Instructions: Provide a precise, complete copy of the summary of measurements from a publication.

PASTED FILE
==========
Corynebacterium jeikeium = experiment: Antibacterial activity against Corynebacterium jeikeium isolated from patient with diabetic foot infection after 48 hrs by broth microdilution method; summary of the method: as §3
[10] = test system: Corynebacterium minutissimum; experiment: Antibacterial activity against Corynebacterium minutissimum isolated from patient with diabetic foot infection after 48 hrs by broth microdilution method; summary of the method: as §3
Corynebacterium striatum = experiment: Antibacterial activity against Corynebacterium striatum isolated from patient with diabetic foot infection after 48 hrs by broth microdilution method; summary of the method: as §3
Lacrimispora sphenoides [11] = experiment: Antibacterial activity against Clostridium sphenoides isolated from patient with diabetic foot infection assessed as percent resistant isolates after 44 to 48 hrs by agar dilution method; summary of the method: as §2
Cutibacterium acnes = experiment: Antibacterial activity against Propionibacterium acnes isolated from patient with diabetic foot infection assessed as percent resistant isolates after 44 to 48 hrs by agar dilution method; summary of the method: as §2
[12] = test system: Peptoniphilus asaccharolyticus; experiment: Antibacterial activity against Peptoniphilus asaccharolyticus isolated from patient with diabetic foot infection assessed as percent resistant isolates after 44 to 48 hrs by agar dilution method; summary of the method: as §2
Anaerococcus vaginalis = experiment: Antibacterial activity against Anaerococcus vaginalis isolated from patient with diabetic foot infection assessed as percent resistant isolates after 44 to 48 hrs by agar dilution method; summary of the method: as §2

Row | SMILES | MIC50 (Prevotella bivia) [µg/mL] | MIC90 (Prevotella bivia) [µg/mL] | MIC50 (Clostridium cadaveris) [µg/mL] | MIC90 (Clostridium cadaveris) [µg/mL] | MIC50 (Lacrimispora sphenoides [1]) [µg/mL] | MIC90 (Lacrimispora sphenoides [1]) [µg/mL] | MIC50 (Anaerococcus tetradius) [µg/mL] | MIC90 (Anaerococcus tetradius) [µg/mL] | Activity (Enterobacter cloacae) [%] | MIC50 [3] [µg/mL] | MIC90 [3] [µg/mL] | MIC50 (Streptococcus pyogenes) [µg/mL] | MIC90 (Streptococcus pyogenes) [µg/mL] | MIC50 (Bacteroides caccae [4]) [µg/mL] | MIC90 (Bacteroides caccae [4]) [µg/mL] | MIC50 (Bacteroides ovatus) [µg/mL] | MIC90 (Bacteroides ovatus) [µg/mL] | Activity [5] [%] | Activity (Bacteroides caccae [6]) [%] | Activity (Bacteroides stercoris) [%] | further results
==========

Corynebacterium jeikeium = experiment: Antibacterial activity against Corynebacterium jeikeium isolated from patient with diabetic foot infection after 48 hrs by broth microdilution method; summary of the method: as §3
[10] = test system: Corynebacterium minutissimum; experiment: Antibacterial activity against Corynebacterium minutissimum isolated from patient with diabetic foot infection after 48 hrs by broth microdilution method; summary of the method: as §3
Corynebacterium striatum = experiment: Antibacterial activity against Corynebacterium striatum isolated from patient with diabetic foot infection after 48 hrs by broth microdilution method; summary of the method: as §3
Lacrimispora sphenoides [11] = experiment: Antibacterial activity against Clostridium sphenoides isolated from patient with diabetic foot infection assessed as percent resistant isolates after 44 to 48 hrs by agar dilution method; summary of the method: as §2
Cutibacterium acnes = experiment: Antibacterial activity against Propionibacterium acnes isolated from patient with diabetic foot infection assessed as percent resistant isolates after 44 to 48 hrs by agar dilution method; summary of the method: as §2
[12] = test system: Peptoniphilus asaccharolyticus; experiment: Antibacterial activity against Peptoniphilus asaccharolyticus isolated from patient with diabetic foot infection assessed as percent resistant isolates after 44 to 48 hrs by agar dilution method; summary of the method: as §2
Anaerococcus vaginalis = experiment: Antibacterial activity against Anaerococcus vaginalis isolated from patient with diabetic foot infection assessed as percent resistant isolates after 44 to 48 hrs by agar dilution method; summary of the method: as §2

Row | SMILES | MIC50 (Prevotella bivia) [µg/mL] | MIC90 (Prevotella bivia) [µg/mL] | MIC50 (Clostridium cadaveris) [µg/mL] | MIC90 (Clostridium cadaveris) [µg/mL] | MIC50 (Lacrimispora sphenoides [1]) [µg/mL] | MIC90 (Lacrimispora sphenoides [1]) [µg/mL] | MIC50 (Anaerococcus tetradius) [µg/mL] | MIC90 (Anaerococcus tetradius) [µg/mL] | Activity (Enterobacter cloacae) [%] | MIC50 [3] [µg/mL] | MIC90 [3] [µg/mL] | MIC50 (Streptococcus pyogenes) [µg/mL] | MIC90 (Streptococcus pyogenes) [µg/mL] | MIC50 (Bacteroides caccae [4]) [µg/mL] | MIC90 (Bacteroides caccae [4]) [µg/mL] | MIC50 (Bacteroides ovatus) [µg/mL] | MIC90 (Bacteroides ovatus) [µg/mL] | Activity [5] [%] | Activity (Bacteroides caccae [6]) [%] | Activity (Bacteroides stercoris) [%] | further results